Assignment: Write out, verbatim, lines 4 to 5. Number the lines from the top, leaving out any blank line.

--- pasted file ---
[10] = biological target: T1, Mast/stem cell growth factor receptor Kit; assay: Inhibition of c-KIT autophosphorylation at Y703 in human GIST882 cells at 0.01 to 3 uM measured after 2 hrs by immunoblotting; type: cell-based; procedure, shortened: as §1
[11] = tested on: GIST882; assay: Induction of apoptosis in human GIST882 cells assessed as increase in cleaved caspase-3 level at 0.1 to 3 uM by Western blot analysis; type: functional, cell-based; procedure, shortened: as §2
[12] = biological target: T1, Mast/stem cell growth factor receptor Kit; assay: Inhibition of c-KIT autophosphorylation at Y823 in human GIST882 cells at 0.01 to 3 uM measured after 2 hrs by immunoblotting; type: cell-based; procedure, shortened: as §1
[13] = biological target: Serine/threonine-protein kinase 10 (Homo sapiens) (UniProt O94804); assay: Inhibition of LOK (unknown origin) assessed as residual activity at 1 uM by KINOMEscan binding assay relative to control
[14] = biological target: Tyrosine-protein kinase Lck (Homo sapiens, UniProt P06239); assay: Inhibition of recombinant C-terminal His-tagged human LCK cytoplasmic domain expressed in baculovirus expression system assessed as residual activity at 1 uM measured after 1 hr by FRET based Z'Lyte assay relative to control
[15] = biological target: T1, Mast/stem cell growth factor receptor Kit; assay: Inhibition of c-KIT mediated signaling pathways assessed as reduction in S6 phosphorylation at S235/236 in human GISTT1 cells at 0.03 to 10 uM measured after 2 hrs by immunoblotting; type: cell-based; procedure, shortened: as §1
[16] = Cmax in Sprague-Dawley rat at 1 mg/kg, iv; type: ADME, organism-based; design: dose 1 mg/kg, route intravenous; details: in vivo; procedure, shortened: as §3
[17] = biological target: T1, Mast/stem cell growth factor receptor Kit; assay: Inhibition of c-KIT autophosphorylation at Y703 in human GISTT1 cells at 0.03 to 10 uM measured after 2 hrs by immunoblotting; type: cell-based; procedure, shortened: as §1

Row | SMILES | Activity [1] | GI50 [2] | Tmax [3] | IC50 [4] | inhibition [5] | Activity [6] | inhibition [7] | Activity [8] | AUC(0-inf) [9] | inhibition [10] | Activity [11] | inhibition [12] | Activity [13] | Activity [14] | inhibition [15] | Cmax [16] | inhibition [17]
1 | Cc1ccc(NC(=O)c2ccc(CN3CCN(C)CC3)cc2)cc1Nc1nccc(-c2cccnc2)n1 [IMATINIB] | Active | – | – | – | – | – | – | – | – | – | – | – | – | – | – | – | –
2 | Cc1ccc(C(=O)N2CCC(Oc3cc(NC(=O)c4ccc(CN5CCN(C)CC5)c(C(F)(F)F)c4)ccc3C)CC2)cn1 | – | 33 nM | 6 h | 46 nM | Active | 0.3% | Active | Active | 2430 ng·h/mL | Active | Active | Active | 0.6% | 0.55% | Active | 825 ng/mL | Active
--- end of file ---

[13] = biological target: Serine/threonine-protein kinase 10 (Homo sapiens) (UniProt O94804); assay: Inhibition of LOK (unknown origin) assessed as residual activity at 1 uM by KINOMEscan binding assay relative to control
[14] = biological target: Tyrosine-protein kinase Lck (Homo sapiens, UniProt P06239); assay: Inhibition of recombinant C-terminal His-tagged human LCK cytoplasmic domain expressed in baculovirus expression system assessed as residual activity at 1 uM measured after 1 hr by FRET based Z'Lyte assay relative to control